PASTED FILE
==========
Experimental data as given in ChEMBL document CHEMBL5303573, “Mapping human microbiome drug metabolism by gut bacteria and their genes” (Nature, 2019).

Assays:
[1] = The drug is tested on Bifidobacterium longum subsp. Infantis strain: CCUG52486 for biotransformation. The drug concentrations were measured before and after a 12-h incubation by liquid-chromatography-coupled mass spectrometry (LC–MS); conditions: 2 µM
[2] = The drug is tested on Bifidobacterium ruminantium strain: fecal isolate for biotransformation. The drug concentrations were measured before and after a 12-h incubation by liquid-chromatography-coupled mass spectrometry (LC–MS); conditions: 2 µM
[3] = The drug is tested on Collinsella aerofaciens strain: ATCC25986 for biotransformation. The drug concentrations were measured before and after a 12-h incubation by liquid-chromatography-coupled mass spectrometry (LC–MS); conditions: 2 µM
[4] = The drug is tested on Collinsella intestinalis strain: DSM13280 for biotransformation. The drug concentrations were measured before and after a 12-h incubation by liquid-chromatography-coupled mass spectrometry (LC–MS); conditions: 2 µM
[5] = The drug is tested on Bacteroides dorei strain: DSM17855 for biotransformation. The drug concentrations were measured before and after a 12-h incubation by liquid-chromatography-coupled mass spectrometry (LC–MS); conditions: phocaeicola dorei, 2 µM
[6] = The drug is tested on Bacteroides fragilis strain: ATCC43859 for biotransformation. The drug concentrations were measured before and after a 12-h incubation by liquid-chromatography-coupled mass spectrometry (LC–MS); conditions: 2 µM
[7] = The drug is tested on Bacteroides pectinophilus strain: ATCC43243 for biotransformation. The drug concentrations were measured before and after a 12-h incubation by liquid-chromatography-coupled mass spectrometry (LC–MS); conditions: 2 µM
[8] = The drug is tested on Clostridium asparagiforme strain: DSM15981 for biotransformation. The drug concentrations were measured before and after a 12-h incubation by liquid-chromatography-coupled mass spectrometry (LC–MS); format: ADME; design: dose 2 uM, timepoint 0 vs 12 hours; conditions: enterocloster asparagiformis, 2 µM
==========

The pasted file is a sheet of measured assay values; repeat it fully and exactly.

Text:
Experimental data as given in ChEMBL document CHEMBL5303573, “Mapping human microbiome drug metabolism by gut bacteria and their genes” (Nature, 2019).

Assays:
[1] = The drug is tested on Bifidobacterium longum subsp. Infantis strain: CCUG52486 for biotransformation. The drug concentrations were measured before and after a 12-h incubation by liquid-chromatography-coupled mass spectrometry (LC–MS); conditions: 2 µM
[2] = The drug is tested on Bifidobacterium ruminantium strain: fecal isolate for biotransformation. The drug concentrations were measured before and after a 12-h incubation by liquid-chromatography-coupled mass spectrometry (LC–MS); conditions: 2 µM
[3] = The drug is tested on Collinsella aerofaciens strain: ATCC25986 for biotransformation. The drug concentrations were measured before and after a 12-h incubation by liquid-chromatography-coupled mass spectrometry (LC–MS); conditions: 2 µM
[4] = The drug is tested on Collinsella intestinalis strain: DSM13280 for biotransformation. The drug concentrations were measured before and after a 12-h incubation by liquid-chromatography-coupled mass spectrometry (LC–MS); conditions: 2 µM
[5] = The drug is tested on Bacteroides dorei strain: DSM17855 for biotransformation. The drug concentrations were measured before and after a 12-h incubation by liquid-chromatography-coupled mass spectrometry (LC–MS); conditions: phocaeicola dorei, 2 µM
[6] = The drug is tested on Bacteroides fragilis strain: ATCC43859 for biotransformation. The drug concentrations were measured before and after a 12-h incubation by liquid-chromatography-coupled mass spectrometry (LC–MS); conditions: 2 µM
[7] = The drug is tested on Bacteroides pectinophilus strain: ATCC43243 for biotransformation. The drug concentrations were measured before and after a 12-h incubation by liquid-chromatography-coupled mass spectrometry (LC–MS); conditions: 2 µM
[8] = The drug is tested on Clostridium asparagiforme strain: DSM15981 for biotransformation. The drug concentrations were measured before and after a 12-h incubation by liquid-chromatography-coupled mass spectrometry (LC–MS); format: ADME; design: dose 2 uM, timepoint 0 vs 12 hours; conditions: enterocloster asparagiformis, 2 µM